Late last month, we stopped by Portland Avenue Nursery in Tacoma to see what was happening there and maybe even get a plant fix. Fritillaria meleagris is a spring favorite despite it's checkered past.
Every spring I vow to order bulbs in the fall but I usually forget. It's best to admire them up high on a nursery table anyway.
A double pink hellebore. Can't get enough of looking at these.
Euphorbia 'Rudolph' has a nose bright enough to guide Santa's sleigh!
Isn't this exciting? Deciduous plants on the verge of leafing out. Summer can't be far away!
Evergreens are a specialty at Portland Avenue Nursery. These tiny babies in four inch pots would be great for miniature gardening.
A visit to this topiary is a must when you're at PAN.
Pinus koraiensis 'Oculis Draconis' looks like messy hair. Cousin Itt?
Chief Joseph Lodegepole pine seems to be very popular right now!
Yet another winter gold pine is Pinus sylvestris 'Nisbet's Gold'
The streets might not be paved with gold but this walkway is edged with it. Considering the price these beauties fetch, it might be cheaper to decorate with the precious metal itself which will never be bothered by pine beetles or any of the other diseases and pests that can beset pines.
Who says that evergreens are all green?
It's sometimes tempting, when seeing so many great colors and textures of conifers, to be done with those silly plants that disappear for a season or leave a mess to be tidied by the gardener. Wouldn't a garden of evergreens be lovely?
There wasn't a price; I didn't ask.
I spoke with a nice young couple who were choosing a Chief Joseph. I asked why this pine rather than one of the other winter gold conifers (there were many beauties at the nursery.) Their response was that they'd seen a Chief Joseph a few years ago and were smitten. They weren't alone as this one was going to a new home as well.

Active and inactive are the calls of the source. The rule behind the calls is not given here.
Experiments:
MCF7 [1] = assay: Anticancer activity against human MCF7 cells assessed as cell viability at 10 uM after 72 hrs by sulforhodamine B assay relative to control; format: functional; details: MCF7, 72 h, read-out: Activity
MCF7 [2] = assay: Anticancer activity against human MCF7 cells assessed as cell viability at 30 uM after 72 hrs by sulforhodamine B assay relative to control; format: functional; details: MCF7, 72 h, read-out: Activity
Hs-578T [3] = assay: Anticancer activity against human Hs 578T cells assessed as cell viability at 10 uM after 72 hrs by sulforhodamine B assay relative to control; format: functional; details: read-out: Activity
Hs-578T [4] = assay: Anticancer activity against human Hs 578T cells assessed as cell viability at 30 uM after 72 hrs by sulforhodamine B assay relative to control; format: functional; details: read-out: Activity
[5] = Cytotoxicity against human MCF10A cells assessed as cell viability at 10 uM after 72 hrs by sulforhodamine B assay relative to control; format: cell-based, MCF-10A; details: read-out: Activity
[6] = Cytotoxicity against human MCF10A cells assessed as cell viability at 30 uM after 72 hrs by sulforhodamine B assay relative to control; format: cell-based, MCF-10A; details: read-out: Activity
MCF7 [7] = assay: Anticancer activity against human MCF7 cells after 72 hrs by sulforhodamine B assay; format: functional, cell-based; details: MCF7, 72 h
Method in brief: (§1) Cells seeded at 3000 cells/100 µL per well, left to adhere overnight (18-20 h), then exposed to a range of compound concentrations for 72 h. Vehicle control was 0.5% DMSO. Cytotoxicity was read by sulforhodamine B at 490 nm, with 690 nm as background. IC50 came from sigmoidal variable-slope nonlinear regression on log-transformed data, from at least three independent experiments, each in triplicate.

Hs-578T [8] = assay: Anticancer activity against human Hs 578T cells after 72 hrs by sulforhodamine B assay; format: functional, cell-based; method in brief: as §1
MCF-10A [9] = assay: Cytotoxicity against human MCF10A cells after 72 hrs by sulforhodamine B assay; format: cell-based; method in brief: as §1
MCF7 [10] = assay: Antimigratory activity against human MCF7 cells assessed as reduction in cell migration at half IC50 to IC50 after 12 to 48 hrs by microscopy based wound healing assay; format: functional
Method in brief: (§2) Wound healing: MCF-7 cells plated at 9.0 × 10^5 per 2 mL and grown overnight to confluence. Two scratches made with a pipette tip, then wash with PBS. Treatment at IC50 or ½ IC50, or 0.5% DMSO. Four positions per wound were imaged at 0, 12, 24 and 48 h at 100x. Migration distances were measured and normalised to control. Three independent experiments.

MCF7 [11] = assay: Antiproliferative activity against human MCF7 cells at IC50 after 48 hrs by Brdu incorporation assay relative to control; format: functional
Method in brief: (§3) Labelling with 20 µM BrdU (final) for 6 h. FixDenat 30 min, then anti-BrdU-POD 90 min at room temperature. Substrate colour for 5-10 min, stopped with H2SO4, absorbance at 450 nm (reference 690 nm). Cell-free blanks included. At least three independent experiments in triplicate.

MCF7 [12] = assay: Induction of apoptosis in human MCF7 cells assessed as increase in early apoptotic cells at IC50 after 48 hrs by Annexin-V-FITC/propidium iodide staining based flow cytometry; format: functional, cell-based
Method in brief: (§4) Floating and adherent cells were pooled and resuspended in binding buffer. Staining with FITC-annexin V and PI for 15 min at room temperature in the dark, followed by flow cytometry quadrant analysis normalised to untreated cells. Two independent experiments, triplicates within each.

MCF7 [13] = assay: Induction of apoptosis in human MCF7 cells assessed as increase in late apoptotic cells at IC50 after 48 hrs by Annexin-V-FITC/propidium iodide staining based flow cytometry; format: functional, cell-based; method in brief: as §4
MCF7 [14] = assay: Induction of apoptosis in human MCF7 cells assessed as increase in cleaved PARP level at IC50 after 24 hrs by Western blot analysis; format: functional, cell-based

Holly is a commonplace plant here. Birds plant it everywhere and it can be a bit of a pest but I still remember the first time I saw holly actually growing from the ground and not just as something in pictures. Still makes me happy to see it, especially the variegated ones. Hedera helix growing everywhere also seemed magic. I'm over it.
There was a new archway cut in the old atlas cedar covering a couple of buildings. Upon investigation, they'd added a new bathroom. I had to peek inside. Interesting toilet paper holder, no?
More gorgeous evergreen winter color supplied by euonymus.
Sure they may be overused but they're hardy, tough as nails, amd very handsome year round.
Speaking of over used but beautiful, viburnum davidii looks especially nice in berry.
There was a forest of Camellia sasanqua 'Yuletide,' the sight of which makes one feel as if it were ten degrees warmer outside. It's the opposite of wind chill.
Aptly named Camellia japonica 'Debutante' seems to glow from within.
More coniferous texture and color.
I'm not a rose person but I grow some disease resistant varieties for fragrance, others for hips, some for color. O.K. I like roses but refuse to grow any that need to be sprayed or coddled in any way. 'Westerlund' had been recommended by several gardeners as a great fragrant rose. I'd looked for a couple of years but usually folks were out of it. I was delighted to find one at PAN and threw it into my cart. The picture on 'Ketchup and Mustard' caught my eye but I'm not sure about that color combination and it only has a slight fragrance.
It stayed at the nursery. I packed up 'Westerland' and we headed home.
Do you have a favorite rose and if so, what makes it special?
Happy weekend all!